Ahead of the British government’s Triennial Review of the gambling industry, trade association, the National Casino Forum (NCF) made a case for modernised regulation for UK’s casino sector at a meeting with government officials this September.
The National Casino Forum is calling for a reform of the regulations governing the UK’s 148 casinos.
The group says that reforms will allow the industry to offer its customers greater choice and to compete with the innovative products and games found overseas.
With the Triennial Review of the gambling industry due to be published by the Department for Digital, Culture, Media and Sport (DCMS) within weeks, the NCF’s CEO Tracy Damestani outlined plans to modernise the casino sector at a meeting with government officials this September.
“We were happy to have the opportunity to state our case for positive change in the casino sector,” Damestani said in a statement.
“We believe our proposed reforms would enable operators to meet customers’ expectations while ensuring casinos remain safe environments for responsible gambling.”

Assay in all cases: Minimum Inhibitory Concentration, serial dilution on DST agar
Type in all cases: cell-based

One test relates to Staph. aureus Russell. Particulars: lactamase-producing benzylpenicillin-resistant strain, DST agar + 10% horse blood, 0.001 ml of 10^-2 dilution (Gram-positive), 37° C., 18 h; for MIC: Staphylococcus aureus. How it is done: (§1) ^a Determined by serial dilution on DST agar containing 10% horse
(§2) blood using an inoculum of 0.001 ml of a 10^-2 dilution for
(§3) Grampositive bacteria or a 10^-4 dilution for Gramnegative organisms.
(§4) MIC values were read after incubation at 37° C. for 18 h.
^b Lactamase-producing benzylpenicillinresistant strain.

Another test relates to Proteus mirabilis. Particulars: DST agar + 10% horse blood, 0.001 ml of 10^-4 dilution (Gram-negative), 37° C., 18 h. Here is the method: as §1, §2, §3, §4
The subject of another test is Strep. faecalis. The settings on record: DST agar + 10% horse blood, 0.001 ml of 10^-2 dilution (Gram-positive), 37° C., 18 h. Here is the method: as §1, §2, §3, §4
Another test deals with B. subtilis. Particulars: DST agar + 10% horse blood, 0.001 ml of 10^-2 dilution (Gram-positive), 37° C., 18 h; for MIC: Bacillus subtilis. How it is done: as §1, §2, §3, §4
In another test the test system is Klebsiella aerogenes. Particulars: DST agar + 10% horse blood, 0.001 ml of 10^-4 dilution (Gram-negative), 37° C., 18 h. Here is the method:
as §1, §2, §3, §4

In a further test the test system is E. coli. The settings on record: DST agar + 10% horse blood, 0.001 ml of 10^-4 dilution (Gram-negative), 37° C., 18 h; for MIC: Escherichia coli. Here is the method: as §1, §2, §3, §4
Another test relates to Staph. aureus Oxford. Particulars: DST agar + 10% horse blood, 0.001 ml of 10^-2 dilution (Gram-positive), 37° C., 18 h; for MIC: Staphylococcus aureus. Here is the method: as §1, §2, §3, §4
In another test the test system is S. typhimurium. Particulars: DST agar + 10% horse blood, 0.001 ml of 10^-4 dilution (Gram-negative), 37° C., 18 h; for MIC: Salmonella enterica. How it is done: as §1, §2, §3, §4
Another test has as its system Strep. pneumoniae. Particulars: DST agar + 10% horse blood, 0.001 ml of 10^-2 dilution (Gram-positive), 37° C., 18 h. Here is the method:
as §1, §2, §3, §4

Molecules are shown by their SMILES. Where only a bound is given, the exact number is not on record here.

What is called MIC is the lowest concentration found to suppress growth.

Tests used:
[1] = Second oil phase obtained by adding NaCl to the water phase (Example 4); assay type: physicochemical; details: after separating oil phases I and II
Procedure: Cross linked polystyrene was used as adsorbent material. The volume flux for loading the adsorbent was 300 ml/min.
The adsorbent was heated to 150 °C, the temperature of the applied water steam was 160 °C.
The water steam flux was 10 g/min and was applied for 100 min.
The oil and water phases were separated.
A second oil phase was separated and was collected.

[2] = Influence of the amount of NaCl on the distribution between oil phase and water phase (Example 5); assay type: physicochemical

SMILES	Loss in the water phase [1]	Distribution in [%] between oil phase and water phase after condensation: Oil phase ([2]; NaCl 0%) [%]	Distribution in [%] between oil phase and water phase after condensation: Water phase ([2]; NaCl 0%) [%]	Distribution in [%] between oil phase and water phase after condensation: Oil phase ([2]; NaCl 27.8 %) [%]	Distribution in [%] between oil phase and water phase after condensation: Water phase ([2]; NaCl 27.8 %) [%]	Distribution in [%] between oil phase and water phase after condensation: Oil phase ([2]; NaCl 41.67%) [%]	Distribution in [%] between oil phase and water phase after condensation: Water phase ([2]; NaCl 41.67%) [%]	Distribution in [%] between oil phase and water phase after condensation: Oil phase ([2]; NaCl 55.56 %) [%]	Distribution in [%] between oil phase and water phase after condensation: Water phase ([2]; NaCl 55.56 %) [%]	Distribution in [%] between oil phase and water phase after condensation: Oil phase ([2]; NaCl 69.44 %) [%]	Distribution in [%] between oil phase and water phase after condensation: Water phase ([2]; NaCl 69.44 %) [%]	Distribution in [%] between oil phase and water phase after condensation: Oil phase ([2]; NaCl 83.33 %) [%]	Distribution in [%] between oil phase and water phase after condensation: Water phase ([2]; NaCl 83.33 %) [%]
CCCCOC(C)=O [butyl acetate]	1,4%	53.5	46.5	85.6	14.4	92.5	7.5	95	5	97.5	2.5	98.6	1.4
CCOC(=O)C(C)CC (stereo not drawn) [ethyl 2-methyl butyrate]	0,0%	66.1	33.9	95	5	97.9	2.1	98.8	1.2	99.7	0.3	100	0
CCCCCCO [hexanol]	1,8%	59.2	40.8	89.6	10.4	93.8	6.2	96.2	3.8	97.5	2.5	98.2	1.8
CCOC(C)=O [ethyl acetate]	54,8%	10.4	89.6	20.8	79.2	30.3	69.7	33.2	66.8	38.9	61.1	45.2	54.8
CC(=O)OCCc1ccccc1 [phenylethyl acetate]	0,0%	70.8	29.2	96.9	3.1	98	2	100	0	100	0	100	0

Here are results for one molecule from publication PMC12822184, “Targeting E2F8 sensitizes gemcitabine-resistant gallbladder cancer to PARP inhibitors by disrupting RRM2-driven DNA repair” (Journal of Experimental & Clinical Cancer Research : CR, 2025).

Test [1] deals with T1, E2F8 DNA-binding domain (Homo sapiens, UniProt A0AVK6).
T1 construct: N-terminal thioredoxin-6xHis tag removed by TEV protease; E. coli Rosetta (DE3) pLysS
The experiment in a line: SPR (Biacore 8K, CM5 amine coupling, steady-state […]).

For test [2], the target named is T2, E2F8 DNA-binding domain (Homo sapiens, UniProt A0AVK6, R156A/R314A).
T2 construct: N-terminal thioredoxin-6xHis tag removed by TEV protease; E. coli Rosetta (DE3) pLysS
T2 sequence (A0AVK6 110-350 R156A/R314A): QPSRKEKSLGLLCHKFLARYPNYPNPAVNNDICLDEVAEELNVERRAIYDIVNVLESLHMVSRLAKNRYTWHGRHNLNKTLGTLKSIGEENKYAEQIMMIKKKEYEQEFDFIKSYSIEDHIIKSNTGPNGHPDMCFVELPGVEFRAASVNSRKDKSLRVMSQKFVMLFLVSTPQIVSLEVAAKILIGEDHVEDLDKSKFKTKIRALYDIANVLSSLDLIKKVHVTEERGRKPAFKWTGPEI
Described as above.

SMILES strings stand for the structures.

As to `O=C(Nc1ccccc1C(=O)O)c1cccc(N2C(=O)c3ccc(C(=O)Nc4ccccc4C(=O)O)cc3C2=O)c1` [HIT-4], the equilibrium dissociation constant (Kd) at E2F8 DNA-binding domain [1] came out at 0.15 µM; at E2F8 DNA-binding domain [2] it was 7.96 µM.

Presented in response to a Call for Evidence by the DCMS, a principal point of the NCF’s proposals include harmonising the regulatory position so that casinos operating under converted 1968 Act licences enjoy the same entitlements as casinos licensed under the 2005 Act.
This would mean increasing the ratio of gaming machines to tables from 2:1 to 3:1 for small casinos, increasing the number from 20 to a maximum 80.
Another key proposal calls for a change in the law which currently limits the gambling products available in casinos.
Such a change would allow operators to take advantage of technological advances, offer access to their online business and ensure they are internationally competitive.
Also present during Damestani’s presentation at the prime minister’s office were Simon Thomas, CEO and chairman of the Hippodrome Casino, and Richard Noble, COO of Aspers Group, both leading members of the NCF.
The NCF delegation also discussed the current state of the gambling industry and re-affirmed the casino’s industry long-standing commitment to responsible gambling.
They updated officials on the work of Playing Safe, the sector’s pioneering programme which was launched in 2013 and subjects all casinos to independent scrutiny.